This doesn’t mean our bodies aren’t essential to our identities. When we change, however, especially at death, our bodies seem to change most utterly, but mightn’t this be the outward and visible sign of great change inward and spiritually? Of course, I believe, but it’s beyond apprehension on this side of death. Our senses do not lie — death is as it appears to be, an ending, final, irrevocable — but our faith tells us there is something more. What, we don’t know. Is it vanity? Striving after the wind? Whistling in the dark? Denial? A fairy tale to keep our guts from churning through our skin as death approaches? A comforting just-so story to enable us to deal with our grief at the loss of a loved one? Maybe.

There’s reason enough to wonder whether the overwhelming power of death, of ceasing to be, drives religious urges that protect us against its apparent finality. There’s reason enough to hope, as well, given what we experience of God’s love in this life, that love and death are closely related and equally divine. Both utterly transform us. Both are, in the light of faith, indisputably God’s will. To embrace one would seem to imply embracing the other. So we are protected from fear of death by love, which takes away that fear. That is what religion is “for,” but it also gives us the opportunity to discover the ways of God in this privileged time of human embodiment, of letting eternal life begin here and now so that when we die, we may not fear it, even if our last days are spent lying in our own shit.

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6 Responses to “Reflections on the death of my father”

  1. Anonymous said

    Hi Ron,

    Thank you for using my art in your article. Kind regards, Marcela Rodriguez.

  2. Bob Horner said

    Hey RONG..you’ve been on my prayer list for a spell, not quite sure why but now I know..so you could use those fine talents to express some beautiful thots on dying..and at my age and avocation: chaplaining and Retirement/Nursing Home visits and funeral planning/conducting etc, this offering seems so powerful and no doubt will be an inspiration for others to journal a loved one’s death..i plan to make it into a small booklet of sorts (with your blessing, and of course annonamously to guide others in journaling or whatever. many thanx and blessings.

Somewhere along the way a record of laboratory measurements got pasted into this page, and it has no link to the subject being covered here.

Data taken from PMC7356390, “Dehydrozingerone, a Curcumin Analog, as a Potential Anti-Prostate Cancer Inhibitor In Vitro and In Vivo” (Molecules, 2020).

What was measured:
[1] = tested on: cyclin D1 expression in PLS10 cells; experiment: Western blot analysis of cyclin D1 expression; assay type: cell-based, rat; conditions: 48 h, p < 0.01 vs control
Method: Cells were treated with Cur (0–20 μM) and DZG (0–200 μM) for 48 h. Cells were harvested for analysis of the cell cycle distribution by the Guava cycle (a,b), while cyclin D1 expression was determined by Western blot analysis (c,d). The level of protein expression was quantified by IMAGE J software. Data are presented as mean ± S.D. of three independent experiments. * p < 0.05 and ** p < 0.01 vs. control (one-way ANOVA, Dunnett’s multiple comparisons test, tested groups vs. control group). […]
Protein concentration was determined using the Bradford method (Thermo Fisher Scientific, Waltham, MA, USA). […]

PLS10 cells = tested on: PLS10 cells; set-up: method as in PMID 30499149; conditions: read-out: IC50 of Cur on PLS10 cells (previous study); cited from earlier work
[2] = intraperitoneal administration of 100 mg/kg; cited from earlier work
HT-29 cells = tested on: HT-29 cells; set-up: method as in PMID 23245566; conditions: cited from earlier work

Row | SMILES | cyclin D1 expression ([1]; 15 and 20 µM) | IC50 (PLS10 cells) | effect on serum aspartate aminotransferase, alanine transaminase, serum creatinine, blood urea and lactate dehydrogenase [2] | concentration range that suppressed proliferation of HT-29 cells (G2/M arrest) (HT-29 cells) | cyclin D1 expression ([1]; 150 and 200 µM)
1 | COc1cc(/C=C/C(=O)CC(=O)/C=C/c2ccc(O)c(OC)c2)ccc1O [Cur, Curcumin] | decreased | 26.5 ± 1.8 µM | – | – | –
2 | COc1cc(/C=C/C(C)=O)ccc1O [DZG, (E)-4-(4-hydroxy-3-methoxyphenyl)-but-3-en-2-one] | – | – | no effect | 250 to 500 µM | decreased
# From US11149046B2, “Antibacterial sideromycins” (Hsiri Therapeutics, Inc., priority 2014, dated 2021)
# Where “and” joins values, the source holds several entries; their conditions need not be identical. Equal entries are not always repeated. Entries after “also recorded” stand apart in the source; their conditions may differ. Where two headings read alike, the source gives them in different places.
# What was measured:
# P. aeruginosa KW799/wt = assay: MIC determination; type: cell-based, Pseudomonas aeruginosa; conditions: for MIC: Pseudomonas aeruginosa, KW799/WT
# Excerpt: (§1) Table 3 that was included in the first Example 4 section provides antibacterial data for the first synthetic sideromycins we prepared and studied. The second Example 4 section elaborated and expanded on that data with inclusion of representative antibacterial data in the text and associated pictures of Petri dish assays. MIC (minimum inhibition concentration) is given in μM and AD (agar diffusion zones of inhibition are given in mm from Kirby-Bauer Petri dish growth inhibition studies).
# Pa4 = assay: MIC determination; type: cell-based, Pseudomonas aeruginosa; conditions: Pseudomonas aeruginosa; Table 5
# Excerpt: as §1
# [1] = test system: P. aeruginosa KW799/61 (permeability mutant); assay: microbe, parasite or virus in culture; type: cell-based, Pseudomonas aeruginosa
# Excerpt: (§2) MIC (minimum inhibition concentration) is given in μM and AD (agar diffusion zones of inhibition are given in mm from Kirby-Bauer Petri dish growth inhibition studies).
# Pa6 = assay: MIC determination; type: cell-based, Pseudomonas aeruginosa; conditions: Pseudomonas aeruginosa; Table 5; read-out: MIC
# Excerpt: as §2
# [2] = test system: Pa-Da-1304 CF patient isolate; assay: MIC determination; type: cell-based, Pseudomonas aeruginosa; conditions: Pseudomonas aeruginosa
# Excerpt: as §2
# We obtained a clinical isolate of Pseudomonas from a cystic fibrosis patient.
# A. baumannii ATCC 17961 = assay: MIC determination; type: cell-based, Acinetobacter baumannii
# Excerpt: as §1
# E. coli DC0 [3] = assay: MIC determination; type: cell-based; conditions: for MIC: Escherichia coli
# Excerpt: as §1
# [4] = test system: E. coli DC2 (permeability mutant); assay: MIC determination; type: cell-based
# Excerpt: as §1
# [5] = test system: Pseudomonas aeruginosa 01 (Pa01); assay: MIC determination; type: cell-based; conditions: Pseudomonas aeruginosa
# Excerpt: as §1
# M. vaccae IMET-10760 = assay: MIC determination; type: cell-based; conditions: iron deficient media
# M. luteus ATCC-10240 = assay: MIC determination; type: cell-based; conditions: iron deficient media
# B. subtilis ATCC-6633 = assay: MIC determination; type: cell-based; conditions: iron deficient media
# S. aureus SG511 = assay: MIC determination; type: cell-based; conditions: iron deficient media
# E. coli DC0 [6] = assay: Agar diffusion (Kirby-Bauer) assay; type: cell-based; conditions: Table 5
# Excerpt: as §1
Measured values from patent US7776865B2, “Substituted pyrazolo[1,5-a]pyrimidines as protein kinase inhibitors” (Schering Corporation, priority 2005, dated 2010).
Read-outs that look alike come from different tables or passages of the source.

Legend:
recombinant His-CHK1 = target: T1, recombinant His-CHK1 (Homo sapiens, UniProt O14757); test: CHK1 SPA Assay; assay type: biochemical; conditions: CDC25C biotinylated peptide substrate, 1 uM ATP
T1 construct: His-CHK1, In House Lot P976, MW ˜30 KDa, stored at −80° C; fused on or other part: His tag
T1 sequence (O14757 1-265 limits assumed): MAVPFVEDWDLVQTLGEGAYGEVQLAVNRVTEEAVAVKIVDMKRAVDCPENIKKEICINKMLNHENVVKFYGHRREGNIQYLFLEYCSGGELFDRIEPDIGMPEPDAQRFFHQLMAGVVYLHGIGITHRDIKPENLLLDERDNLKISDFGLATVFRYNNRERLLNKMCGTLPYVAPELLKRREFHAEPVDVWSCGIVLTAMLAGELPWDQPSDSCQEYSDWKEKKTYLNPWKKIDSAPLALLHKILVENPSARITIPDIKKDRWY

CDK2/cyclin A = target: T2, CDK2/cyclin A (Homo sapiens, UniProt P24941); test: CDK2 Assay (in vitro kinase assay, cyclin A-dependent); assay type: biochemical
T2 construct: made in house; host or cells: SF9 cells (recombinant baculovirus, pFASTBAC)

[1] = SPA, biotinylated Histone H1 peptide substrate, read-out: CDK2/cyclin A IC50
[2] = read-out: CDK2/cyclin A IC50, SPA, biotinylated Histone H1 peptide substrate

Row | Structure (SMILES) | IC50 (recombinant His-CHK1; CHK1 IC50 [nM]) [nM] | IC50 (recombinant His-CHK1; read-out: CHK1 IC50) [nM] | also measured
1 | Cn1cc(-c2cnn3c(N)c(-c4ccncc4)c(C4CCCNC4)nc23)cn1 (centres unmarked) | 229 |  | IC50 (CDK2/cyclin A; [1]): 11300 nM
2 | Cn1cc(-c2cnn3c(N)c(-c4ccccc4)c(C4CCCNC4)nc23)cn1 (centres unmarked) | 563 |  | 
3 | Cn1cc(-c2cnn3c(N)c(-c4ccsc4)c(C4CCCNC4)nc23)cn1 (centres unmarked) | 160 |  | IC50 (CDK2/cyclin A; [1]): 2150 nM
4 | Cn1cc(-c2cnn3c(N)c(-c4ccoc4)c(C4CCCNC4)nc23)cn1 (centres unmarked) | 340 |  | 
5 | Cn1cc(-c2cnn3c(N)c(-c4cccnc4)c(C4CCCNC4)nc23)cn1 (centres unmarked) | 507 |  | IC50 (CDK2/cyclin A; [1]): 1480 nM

3. dr. fred said

    What a beautiful gift you are! The power, depth and craft in this piece leaves me breathless. Thank you, Ron. A thousand times, thank you. Love, Fred

  4. Lissa Davidson said

    Ron
    It has been a long time, yet we speak of you often. Reading your
    words left me weak. I glad at the end you reassured me and yourself that you believed. I remember a service when you were reading a prayer “the white robbed army of martyrs…” then fell into a quite moment from memories of your Dad. I think of you each time we recite that prayer.
    Thank you, Lissa
    Holy Innocents – Madisonville

  5. Ralph Willis said

    Having just read your latest posting Ron I am reminded of a conversation we had some time back about your not really being a contempltaive or mystically inclined. (Maybe it was just my misunderstanding of the topic at hand,) Whatever the case I would urge you to go to your posting again, find the paragraph that begins “I wonder whether……..”, and read through the the next paragraph that ends with “Maybe”.

    Those words as well as the rest of the posting helps to affirm my own contemplative journey as well as giving thanks for the mystery. Blessings my friend. Ralph

  6. JIm A said

    Ron,
    thanks for posting this. As is often the case when I read your personal stuff – as opposed to your equally good analytical posts – I got a little teared up by the end. I hope I can share a paragraph with some folks at bible study – you have a great insight on embodied life.
    Peace.
    Jim